Note: CMM are collections of abnormally formed and enlarged capillaries with thin walls that can vary in size but are prone to leaking or causing brain bleeding.
They started having new leaking six months prior. In those 6 months, there was a challenging course of hospitalizations, rehabilitation stays, followed by visiting nurse association follow-ups, and then this repeat VFSS. Complications from the multiple brain bleeds were: confusion, dizziness, headaches, blurry vision, and unsteady gait/difficulty walking. MRIs over the hospital course confirmed multiple bilateral intracranial hemorrhages.
Two months prior, this person was found unresponsive and had aspiration on vomit. That lead to a few days of intubation (a breathing tube through the vocal cords). There was a prolonged intensive care stay. They also had increased agitation, paranoia, confusion and delirium (which can be common during intensive care stays). They received an antipsychotic medication called Haldol after extubation, which may have further caused exacerbated his difficulty swallowing. The dysphagia was likely due to the combination of bilateral neurological insults, significant mental status changes/confusion, intubation, medications, generalized weakness and de-conditioning of the muscles. Several days after extubation and the discontinuation of Haldol, they were evaluated with the first videofluoroscopic swallow study. A cautious start to eating by mouth was with a pureed diet (blended foods) and mildly thick liquids (aka, old term of “nectar” thick liquids).
During the rehabilitation stay, the liquid was changed to moderately thick liquids (aka, old term of “honey” thick liquids) during the next month, potentially due to noted difficulty with the thinner liquid (mildly thick/nectar thick liquid).
Once home (over one month and a half prior to this repeat VFSS), they were followed by an SLP and slowly upgraded to moist and soft solids (“Soft & Bite-Sized” per IDDSI.org Framework, but they were also having some soft breads, French toast, scrambled eggs, tuna fish). They remained on mildly thick liquids (nectar thick liquids) until this repeat VFSS. They have been trying thin liquids at home, but the spouse noted increased congestion and wheezing since these trials of thin liquid. There had been significant weight loss, feelings of food and pills stuck, significant coughing with meals, and an overall significant impact to quality of life. The spouse reported that they miss going out for meals.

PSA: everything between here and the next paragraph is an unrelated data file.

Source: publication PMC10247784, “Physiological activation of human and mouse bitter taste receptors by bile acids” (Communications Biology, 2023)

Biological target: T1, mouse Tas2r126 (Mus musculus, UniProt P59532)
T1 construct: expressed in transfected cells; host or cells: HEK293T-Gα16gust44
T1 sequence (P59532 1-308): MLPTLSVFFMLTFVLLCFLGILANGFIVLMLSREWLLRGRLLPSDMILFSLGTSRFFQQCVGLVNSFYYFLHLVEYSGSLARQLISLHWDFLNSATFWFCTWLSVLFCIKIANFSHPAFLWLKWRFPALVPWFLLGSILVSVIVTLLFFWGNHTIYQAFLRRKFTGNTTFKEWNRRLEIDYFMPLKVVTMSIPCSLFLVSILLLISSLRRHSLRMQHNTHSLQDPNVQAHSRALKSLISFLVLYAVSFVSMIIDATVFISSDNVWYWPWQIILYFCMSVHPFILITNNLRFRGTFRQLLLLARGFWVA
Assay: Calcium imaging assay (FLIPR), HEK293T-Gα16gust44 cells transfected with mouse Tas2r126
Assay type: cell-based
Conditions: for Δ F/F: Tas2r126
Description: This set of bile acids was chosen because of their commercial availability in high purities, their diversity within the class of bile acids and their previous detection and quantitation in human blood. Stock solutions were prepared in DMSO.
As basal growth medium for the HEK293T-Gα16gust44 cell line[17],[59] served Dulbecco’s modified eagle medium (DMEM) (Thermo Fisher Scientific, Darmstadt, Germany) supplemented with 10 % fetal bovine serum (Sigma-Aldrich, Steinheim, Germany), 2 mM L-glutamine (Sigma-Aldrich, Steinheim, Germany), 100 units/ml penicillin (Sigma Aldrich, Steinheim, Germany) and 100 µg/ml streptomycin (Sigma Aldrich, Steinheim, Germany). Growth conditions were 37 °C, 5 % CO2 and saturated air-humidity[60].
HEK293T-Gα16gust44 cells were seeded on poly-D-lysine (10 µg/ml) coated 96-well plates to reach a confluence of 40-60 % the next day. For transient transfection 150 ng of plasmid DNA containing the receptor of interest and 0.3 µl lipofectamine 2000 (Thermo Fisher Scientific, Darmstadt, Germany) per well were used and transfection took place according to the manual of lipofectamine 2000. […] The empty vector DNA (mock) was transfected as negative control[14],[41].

Regarding swallowing pills, they noted that swallowing pills had been effortful, rating the severity of effort to swallow pills as a 2 out of 4 on the EAT-10 scale. They have been embedding them in applesauce, but the spouse worried that pills may still be getting stuck, especially since there are 5 pills in the morning and 10 pills at night to take.
During the VFSS, the barium pill was embedded in applesauce. We first see the pill getting stuck in the throat in a space called the valleculae (“pocket” between the base of the tongue and the epiglottis – in the throat/pharynx). When dry effortful swallows were not working, we tried a liquid wash. Washing pills down with liquid can be dangerous, causing aspiration on the liquid or pill, and this particular individual had a tendency to tip the head back. Therefore, we tried a small sip and chin tuck, which worked to clear the pill plus liquid out of the throat/pharynx without aspiration. However, then the pill got held-up in the food tube/esophagus.